Conservative restauranteurs are discovering that retaliation against the Affordable Care Act is bad for business.
Papa John's CEO John Schnatter took to the Huffington Post to clarify his earlier suggestion that some restaurants might need to increase prices and cut employee hours in order to deal with the cost of Obamacare.
"Many in the media reported that I said Papa John's is going to close stores and cut jobs because of Obamacare," he wrote in a blog post. "I never said that. The fact is we are going to open over hundreds of stores this year and next and increase employment by over 5,000 jobs worldwide. And, we have no plans to cut team hours as a result of the Affordable Care Act."
Though the Affordable Care Act is still somewhat divisive, the trend in public polling is towards broad acceptance of the law. Last week, the Kaiser Family Foundation reported that support for the health care law's repeal had hit an all-time low of 33%.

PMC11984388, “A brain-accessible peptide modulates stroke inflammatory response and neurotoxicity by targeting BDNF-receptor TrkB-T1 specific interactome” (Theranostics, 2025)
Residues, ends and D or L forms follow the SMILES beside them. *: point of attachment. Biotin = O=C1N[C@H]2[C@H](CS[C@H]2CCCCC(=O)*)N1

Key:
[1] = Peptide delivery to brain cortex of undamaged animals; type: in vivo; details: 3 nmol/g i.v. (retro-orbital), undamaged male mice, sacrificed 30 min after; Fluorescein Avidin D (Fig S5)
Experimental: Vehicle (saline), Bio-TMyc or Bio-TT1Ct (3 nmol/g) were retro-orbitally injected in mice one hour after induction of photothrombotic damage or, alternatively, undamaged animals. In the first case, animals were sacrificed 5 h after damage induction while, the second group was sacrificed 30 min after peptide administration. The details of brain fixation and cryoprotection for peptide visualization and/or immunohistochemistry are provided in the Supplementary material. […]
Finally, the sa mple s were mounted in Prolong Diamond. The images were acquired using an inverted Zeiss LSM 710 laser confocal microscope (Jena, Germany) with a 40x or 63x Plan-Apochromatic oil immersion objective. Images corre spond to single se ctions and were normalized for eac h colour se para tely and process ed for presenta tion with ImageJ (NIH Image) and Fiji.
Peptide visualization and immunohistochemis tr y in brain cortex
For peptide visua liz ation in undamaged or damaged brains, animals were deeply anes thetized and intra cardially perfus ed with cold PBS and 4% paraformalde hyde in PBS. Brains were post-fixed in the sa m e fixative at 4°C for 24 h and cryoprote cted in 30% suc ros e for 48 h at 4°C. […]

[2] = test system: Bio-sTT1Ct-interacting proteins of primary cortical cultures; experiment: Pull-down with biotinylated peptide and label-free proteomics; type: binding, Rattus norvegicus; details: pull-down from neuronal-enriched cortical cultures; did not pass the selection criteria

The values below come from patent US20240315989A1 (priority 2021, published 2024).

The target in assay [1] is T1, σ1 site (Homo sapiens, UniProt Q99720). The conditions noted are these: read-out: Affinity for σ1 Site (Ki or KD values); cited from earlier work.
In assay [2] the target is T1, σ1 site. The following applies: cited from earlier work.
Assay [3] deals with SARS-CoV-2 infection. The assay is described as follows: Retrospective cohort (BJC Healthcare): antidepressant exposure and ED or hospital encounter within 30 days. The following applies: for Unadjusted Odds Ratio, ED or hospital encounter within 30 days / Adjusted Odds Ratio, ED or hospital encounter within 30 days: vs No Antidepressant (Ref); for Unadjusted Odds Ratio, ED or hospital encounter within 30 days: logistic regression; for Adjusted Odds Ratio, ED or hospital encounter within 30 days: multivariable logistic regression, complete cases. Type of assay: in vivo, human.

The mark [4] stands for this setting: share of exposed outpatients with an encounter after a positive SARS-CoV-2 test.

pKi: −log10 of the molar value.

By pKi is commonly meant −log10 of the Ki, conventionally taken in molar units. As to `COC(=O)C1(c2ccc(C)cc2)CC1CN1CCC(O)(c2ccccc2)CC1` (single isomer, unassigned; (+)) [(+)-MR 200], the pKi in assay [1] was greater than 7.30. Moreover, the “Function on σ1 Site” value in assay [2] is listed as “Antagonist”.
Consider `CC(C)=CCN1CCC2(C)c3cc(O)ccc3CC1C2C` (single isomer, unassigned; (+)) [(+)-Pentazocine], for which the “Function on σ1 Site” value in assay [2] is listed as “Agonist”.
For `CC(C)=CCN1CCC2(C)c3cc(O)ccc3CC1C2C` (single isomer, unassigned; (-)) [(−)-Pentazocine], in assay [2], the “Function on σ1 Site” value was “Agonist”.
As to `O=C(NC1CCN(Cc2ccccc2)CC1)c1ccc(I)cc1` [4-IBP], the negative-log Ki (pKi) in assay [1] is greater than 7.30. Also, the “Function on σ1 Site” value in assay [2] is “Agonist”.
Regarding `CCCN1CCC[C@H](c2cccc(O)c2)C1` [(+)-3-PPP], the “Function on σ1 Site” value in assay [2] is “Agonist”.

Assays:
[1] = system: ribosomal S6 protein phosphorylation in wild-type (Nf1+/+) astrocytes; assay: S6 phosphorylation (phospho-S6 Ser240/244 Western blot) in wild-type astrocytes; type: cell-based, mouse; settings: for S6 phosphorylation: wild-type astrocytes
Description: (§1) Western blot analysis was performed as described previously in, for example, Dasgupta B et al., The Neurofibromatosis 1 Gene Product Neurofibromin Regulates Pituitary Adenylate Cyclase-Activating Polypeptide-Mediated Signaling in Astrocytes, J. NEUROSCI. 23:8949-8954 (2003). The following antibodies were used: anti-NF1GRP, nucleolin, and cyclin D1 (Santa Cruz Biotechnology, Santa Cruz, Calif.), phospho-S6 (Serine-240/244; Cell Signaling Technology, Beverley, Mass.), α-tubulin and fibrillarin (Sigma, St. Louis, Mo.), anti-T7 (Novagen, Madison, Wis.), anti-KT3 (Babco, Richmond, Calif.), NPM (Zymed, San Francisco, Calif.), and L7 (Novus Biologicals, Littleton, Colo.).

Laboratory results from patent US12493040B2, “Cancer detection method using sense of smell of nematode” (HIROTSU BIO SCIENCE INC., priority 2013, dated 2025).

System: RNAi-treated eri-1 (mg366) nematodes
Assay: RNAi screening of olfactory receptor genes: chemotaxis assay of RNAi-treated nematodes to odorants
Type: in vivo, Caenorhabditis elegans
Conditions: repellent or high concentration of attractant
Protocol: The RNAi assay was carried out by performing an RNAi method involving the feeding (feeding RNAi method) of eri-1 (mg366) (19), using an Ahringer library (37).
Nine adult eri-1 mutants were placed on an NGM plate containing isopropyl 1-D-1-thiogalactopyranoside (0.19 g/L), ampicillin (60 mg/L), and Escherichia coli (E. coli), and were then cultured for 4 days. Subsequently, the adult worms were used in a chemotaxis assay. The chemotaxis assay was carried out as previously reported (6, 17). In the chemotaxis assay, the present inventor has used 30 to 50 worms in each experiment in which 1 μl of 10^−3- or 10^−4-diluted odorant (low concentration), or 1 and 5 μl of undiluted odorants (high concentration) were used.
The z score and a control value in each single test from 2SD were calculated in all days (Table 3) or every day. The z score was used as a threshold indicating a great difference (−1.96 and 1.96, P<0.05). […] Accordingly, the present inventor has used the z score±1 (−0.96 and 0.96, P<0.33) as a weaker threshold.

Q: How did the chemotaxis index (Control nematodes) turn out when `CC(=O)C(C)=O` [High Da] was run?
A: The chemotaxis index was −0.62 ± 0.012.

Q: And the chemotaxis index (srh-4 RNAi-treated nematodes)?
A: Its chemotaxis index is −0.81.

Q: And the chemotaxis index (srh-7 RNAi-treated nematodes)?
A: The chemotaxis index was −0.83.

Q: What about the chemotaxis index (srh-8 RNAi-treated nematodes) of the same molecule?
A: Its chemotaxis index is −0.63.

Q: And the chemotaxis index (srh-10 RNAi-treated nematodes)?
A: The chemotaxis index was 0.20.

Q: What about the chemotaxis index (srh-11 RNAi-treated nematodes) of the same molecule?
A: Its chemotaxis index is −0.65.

Regardless of how many Americans felt about the law when it was first passed, making them pay extra in return seems to be a public relations loser.
Schnatter isn't the only one feeling the heat. Just days after Denny's franchise owner John Metz said he would add a 5% Obamacare surcharge to all his customers' checks, Denny's CEO John Miller publicly distanced himself from the decision. "We recognize his right to speak on issues, but registered our disappointment that his comments have been interpreted as the company’s position," he told the Huffington Post.
Given the public backlash against Metz, Miller has good reason to be disappointed. Denny's franchise owner Abdo Mouannes told the Huffington Post that traffic at his seven Florida locations dropped "overnight" after Metz's comments went viral. His restaurants received so many angry phone calls that one of his managers wanted to unplug the phone, Mouannes said to the Post.
"People didn't like what they heard and were saying they wouldn't support Denny's," Mouannes said. "But we have nothing to do with that decision. I am not a fan of that [5% surcharge] idea."